There are more fun ways to spend a Friday afternoon than sitting in a classroom surrounded by two weeks’ worth of bottles and cans and breathing in suspiciously strange, artificially fruity and/or stinky odors. Even though the bins are specifically marked “bottles and cans,” often times there are other things in them: gum, math homework, noodles, maple syrup…
I am a member of Smart Energy Club, and for the past two years, I have learned about the environmental problems arising in the world we live in: rising carbon dioxide levels in the atmosphere, rising sea levels due to melting ice caps, destruction of the coral reefs and others.
Many people already know that it is important to recycle. Recycling helps the earth by reducing the amount of resources being used. Already half of the forests on Earth have been chopped down.
It is also important to compost. Composting reduces the amount of garbage that goes into the landfills. After the first waste audit in 2012, it was found that if CVHS composted and recycled, then the school would save $40,000 a year. Digging through a day’s worth of garbage was not the most pleasant way to spend a Saturday morning, but it was a very eye-opening experience.
However, despite being a part of a club dedicated to helping the environment, there are times when I have wondered, does it really work? Why should I bother walking the extra few feet to a compost bin when there’s a garbage can within arms’ reach? It’s not like one paper plate in the trash will magically remove all the garbage floating around in the ocean.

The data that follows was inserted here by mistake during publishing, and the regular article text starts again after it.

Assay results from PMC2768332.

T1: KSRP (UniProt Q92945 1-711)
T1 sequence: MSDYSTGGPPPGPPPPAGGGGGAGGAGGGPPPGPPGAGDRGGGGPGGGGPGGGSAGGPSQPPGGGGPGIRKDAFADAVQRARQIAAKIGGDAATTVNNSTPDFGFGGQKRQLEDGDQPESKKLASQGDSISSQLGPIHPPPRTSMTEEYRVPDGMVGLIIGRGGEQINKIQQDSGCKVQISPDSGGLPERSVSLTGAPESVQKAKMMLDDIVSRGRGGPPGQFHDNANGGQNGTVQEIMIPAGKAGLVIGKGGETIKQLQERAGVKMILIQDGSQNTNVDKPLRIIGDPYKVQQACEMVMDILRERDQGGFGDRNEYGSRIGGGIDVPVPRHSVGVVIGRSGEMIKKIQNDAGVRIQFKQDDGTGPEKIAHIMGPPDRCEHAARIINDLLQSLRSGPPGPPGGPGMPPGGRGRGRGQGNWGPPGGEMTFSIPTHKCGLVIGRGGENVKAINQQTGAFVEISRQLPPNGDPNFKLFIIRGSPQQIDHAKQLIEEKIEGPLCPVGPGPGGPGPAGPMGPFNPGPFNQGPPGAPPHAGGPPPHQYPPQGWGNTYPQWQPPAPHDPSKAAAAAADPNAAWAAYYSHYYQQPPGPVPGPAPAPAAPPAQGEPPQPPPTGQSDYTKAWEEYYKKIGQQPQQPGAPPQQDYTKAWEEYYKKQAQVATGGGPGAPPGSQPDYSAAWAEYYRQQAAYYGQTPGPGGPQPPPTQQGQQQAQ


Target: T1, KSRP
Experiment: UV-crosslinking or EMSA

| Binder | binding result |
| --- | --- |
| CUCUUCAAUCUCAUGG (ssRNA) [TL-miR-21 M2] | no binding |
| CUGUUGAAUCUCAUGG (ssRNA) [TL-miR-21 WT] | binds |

As I became more and more involved, I realized that the point in making an effort is to contribute to the overall difference. As cheesy and cliche as it sounds, we really can make a difference if we work together. If one person composts, then he or she prevented one or two things from going to the landfill. If everyone composts, then we can significantly decrease our school’s garbage output. One tree can potentially remove 48 pounds of carbon dioxide per year. Hacking away at poisonous and invasive hemlock will allow native plants to grow again.
Encouraging others to do their part is important as well. As boring, tiring, and awkward as it sounds to stand next to a garbage can, a recycling bin, and a compost bin for three hours, it helps other people understand what goes in which bin.
If we want Earth to continue to remain habitable, we must take care of it. There is no other planet in the universe that is as unique as this one; there is no other planet that we know of that can support life. Instead of draining it of its resources, we should be working together to protect it.